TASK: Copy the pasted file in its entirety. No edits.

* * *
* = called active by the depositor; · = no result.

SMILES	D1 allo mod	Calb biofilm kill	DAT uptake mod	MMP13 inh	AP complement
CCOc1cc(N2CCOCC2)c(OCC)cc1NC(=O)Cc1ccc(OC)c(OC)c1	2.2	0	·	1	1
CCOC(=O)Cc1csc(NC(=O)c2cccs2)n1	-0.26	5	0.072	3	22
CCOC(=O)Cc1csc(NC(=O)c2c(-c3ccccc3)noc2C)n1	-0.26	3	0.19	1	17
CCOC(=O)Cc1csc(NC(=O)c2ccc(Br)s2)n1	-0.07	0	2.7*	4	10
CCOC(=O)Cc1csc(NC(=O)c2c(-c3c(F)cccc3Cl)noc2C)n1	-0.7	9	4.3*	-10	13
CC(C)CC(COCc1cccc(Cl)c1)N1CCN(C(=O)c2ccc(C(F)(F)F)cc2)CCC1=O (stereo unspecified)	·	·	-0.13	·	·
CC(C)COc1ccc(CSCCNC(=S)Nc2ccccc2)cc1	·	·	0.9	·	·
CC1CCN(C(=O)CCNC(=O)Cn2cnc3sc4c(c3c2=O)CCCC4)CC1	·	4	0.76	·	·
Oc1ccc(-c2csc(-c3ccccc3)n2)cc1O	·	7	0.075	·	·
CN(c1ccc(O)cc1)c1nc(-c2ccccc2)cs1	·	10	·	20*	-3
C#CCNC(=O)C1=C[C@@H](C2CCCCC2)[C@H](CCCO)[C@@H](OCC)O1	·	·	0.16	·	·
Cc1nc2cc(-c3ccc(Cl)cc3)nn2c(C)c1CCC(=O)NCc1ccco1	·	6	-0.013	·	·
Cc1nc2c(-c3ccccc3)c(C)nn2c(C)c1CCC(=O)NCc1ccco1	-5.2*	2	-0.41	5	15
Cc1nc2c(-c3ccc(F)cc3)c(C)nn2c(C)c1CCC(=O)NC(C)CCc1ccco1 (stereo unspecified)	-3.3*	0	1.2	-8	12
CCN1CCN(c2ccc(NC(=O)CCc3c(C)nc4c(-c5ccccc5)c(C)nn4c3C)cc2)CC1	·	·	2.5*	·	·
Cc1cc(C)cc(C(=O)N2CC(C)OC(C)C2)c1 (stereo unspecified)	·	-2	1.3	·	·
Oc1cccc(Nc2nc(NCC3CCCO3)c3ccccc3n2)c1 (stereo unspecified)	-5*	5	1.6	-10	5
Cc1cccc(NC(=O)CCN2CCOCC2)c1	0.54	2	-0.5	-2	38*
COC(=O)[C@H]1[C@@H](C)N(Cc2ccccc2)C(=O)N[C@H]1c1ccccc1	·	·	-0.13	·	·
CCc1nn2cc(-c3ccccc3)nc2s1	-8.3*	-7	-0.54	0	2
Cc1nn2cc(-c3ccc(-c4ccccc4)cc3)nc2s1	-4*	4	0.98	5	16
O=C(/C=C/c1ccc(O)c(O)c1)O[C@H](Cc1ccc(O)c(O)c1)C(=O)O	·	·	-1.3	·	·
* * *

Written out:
* = called active by the depositor; · = no result.

SMILES	D1 allo mod	Calb biofilm kill	DAT uptake mod	MMP13 inh	AP complement
CCOc1cc(N2CCOCC2)c(OCC)cc1NC(=O)Cc1ccc(OC)c(OC)c1	2.2	0	·	1	1
CCOC(=O)Cc1csc(NC(=O)c2cccs2)n1	-0.26	5	0.072	3	22
CCOC(=O)Cc1csc(NC(=O)c2c(-c3ccccc3)noc2C)n1	-0.26	3	0.19	1	17
CCOC(=O)Cc1csc(NC(=O)c2ccc(Br)s2)n1	-0.07	0	2.7*	4	10
CCOC(=O)Cc1csc(NC(=O)c2c(-c3c(F)cccc3Cl)noc2C)n1	-0.7	9	4.3*	-10	13
CC(C)CC(COCc1cccc(Cl)c1)N1CCN(C(=O)c2ccc(C(F)(F)F)cc2)CCC1=O (stereo unspecified)	·	·	-0.13	·	·
CC(C)COc1ccc(CSCCNC(=S)Nc2ccccc2)cc1	·	·	0.9	·	·
CC1CCN(C(=O)CCNC(=O)Cn2cnc3sc4c(c3c2=O)CCCC4)CC1	·	4	0.76	·	·
Oc1ccc(-c2csc(-c3ccccc3)n2)cc1O	·	7	0.075	·	·
CN(c1ccc(O)cc1)c1nc(-c2ccccc2)cs1	·	10	·	20*	-3
C#CCNC(=O)C1=C[C@@H](C2CCCCC2)[C@H](CCCO)[C@@H](OCC)O1	·	·	0.16	·	·
Cc1nc2cc(-c3ccc(Cl)cc3)nn2c(C)c1CCC(=O)NCc1ccco1	·	6	-0.013	·	·
Cc1nc2c(-c3ccccc3)c(C)nn2c(C)c1CCC(=O)NCc1ccco1	-5.2*	2	-0.41	5	15
Cc1nc2c(-c3ccc(F)cc3)c(C)nn2c(C)c1CCC(=O)NC(C)CCc1ccco1 (stereo unspecified)	-3.3*	0	1.2	-8	12
CCN1CCN(c2ccc(NC(=O)CCc3c(C)nc4c(-c5ccccc5)c(C)nn4c3C)cc2)CC1	·	·	2.5*	·	·
Cc1cc(C)cc(C(=O)N2CC(C)OC(C)C2)c1 (stereo unspecified)	·	-2	1.3	·	·
Oc1cccc(Nc2nc(NCC3CCCO3)c3ccccc3n2)c1 (stereo unspecified)	-5*	5	1.6	-10	5
Cc1cccc(NC(=O)CCN2CCOCC2)c1	0.54	2	-0.5	-2	38*
COC(=O)[C@H]1[C@@H](C)N(Cc2ccccc2)C(=O)N[C@H]1c1ccccc1	·	·	-0.13	·	·
CCc1nn2cc(-c3ccccc3)nc2s1	-8.3*	-7	-0.54	0	2
Cc1nn2cc(-c3ccc(-c4ccccc4)cc3)nc2s1	-4*	4	0.98	5	16
O=C(/C=C/c1ccc(O)c(O)c1)O[C@H](Cc1ccc(O)c(O)c1)C(=O)O	·	·	-1.3	·	·